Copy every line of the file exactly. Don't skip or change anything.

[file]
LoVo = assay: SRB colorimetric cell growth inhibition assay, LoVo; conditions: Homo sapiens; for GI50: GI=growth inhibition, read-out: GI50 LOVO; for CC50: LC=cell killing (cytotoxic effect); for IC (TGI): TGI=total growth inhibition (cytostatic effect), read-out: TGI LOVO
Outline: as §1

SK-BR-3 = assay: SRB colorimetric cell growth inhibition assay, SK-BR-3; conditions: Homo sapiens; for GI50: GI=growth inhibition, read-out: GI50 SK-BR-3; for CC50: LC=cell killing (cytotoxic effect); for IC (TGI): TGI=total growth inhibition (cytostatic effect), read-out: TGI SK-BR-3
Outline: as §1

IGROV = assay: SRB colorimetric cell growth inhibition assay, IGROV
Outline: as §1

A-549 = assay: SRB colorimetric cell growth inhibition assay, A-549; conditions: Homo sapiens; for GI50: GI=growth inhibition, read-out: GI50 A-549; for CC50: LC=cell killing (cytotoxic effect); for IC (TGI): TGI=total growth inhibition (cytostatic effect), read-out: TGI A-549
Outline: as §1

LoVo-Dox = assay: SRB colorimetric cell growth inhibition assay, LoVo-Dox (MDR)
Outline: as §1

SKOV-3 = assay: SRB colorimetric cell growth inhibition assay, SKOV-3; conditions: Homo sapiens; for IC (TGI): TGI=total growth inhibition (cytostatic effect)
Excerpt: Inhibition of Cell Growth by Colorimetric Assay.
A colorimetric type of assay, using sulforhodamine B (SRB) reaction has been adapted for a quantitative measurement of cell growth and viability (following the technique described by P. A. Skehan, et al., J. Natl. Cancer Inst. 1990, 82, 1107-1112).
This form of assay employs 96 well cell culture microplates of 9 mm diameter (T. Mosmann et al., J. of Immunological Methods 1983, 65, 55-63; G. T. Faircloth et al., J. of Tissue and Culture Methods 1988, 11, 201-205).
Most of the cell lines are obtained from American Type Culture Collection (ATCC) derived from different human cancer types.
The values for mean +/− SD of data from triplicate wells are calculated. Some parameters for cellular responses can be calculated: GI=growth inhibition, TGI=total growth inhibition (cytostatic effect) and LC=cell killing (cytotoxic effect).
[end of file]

LoVo = assay: SRB colorimetric cell growth inhibition assay, LoVo; conditions: Homo sapiens; for GI50: GI=growth inhibition, read-out: GI50 LOVO; for CC50: LC=cell killing (cytotoxic effect); for IC (TGI): TGI=total growth inhibition (cytostatic effect), read-out: TGI LOVO
Outline: as §1

SK-BR-3 = assay: SRB colorimetric cell growth inhibition assay, SK-BR-3; conditions: Homo sapiens; for GI50: GI=growth inhibition, read-out: GI50 SK-BR-3; for CC50: LC=cell killing (cytotoxic effect); for IC (TGI): TGI=total growth inhibition (cytostatic effect), read-out: TGI SK-BR-3
Outline: as §1

IGROV = assay: SRB colorimetric cell growth inhibition assay, IGROV
Outline: as §1

A-549 = assay: SRB colorimetric cell growth inhibition assay, A-549; conditions: Homo sapiens; for GI50: GI=growth inhibition, read-out: GI50 A-549; for CC50: LC=cell killing (cytotoxic effect); for IC (TGI): TGI=total growth inhibition (cytostatic effect), read-out: TGI A-549
Outline: as §1

LoVo-Dox = assay: SRB colorimetric cell growth inhibition assay, LoVo-Dox (MDR)
Outline: as §1

SKOV-3 = assay: SRB colorimetric cell growth inhibition assay, SKOV-3; conditions: Homo sapiens; for IC (TGI): TGI=total growth inhibition (cytostatic effect)
Excerpt: Inhibition of Cell Growth by Colorimetric Assay.
A colorimetric type of assay, using sulforhodamine B (SRB) reaction has been adapted for a quantitative measurement of cell growth and viability (following the technique described by P. A. Skehan, et al., J. Natl. Cancer Inst. 1990, 82, 1107-1112).
This form of assay employs 96 well cell culture microplates of 9 mm diameter (T. Mosmann et al., J. of Immunological Methods 1983, 65, 55-63; G. T. Faircloth et al., J. of Tissue and Culture Methods 1988, 11, 201-205).
Most of the cell lines are obtained from American Type Culture Collection (ATCC) derived from different human cancer types.
The values for mean +/− SD of data from triplicate wells are calculated. Some parameters for cellular responses can be calculated: GI=growth inhibition, TGI=total growth inhibition (cytostatic effect) and LC=cell killing (cytotoxic effect).